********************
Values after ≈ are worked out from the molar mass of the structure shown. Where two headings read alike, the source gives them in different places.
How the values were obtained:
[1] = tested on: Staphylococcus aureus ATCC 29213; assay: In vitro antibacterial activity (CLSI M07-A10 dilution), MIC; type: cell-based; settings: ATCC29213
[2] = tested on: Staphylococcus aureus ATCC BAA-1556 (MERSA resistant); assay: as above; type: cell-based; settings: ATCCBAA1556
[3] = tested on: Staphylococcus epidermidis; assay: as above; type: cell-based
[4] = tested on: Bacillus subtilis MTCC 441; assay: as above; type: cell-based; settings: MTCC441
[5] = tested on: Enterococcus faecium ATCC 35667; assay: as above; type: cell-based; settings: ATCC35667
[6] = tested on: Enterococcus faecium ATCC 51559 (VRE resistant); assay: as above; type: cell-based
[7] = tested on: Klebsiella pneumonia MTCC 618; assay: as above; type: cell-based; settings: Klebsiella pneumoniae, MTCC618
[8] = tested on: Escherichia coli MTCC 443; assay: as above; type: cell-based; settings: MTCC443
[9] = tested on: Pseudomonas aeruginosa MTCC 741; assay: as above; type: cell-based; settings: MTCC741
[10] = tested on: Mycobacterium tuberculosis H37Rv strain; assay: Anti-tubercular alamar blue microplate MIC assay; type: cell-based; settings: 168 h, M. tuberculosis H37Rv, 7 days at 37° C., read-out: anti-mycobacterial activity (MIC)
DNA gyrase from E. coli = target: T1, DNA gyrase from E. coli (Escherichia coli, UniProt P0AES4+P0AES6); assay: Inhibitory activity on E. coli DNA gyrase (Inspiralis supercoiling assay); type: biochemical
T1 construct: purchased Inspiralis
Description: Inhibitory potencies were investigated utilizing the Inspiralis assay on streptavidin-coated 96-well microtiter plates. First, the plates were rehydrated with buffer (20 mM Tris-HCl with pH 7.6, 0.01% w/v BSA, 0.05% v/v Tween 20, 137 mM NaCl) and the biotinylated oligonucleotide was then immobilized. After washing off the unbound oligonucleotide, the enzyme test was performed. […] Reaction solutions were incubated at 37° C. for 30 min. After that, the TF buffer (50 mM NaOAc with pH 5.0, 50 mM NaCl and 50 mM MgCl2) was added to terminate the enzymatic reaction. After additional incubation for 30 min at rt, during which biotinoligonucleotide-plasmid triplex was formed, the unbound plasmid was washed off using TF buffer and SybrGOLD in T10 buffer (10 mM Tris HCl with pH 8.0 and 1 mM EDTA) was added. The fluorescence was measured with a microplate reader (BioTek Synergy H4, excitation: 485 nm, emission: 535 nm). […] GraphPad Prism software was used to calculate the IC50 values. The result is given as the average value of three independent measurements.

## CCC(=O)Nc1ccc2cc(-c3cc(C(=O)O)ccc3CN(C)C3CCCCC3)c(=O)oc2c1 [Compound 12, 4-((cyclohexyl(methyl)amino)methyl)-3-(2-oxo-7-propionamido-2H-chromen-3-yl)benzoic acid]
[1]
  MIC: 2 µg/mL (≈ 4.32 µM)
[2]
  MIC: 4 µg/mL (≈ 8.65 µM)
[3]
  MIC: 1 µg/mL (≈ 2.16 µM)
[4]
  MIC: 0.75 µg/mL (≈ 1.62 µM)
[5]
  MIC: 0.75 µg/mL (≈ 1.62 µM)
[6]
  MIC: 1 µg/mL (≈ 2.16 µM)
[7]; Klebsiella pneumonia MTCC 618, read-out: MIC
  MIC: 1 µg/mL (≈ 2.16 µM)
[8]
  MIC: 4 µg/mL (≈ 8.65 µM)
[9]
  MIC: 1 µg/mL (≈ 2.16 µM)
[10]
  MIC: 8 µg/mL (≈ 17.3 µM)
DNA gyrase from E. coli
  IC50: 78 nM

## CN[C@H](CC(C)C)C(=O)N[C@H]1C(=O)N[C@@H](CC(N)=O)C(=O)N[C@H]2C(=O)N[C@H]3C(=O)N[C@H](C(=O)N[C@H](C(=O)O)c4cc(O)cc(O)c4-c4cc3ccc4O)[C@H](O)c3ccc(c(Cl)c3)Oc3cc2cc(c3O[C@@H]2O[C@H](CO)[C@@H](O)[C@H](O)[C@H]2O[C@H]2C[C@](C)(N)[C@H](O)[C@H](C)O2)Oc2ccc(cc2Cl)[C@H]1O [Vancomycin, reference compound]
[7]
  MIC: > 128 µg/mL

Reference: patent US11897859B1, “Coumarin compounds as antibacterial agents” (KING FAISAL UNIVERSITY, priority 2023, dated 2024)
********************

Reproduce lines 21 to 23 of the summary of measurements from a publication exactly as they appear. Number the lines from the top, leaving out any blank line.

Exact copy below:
[3]
  MIC: 1 µg/mL (≈ 2.16 µM)
[4]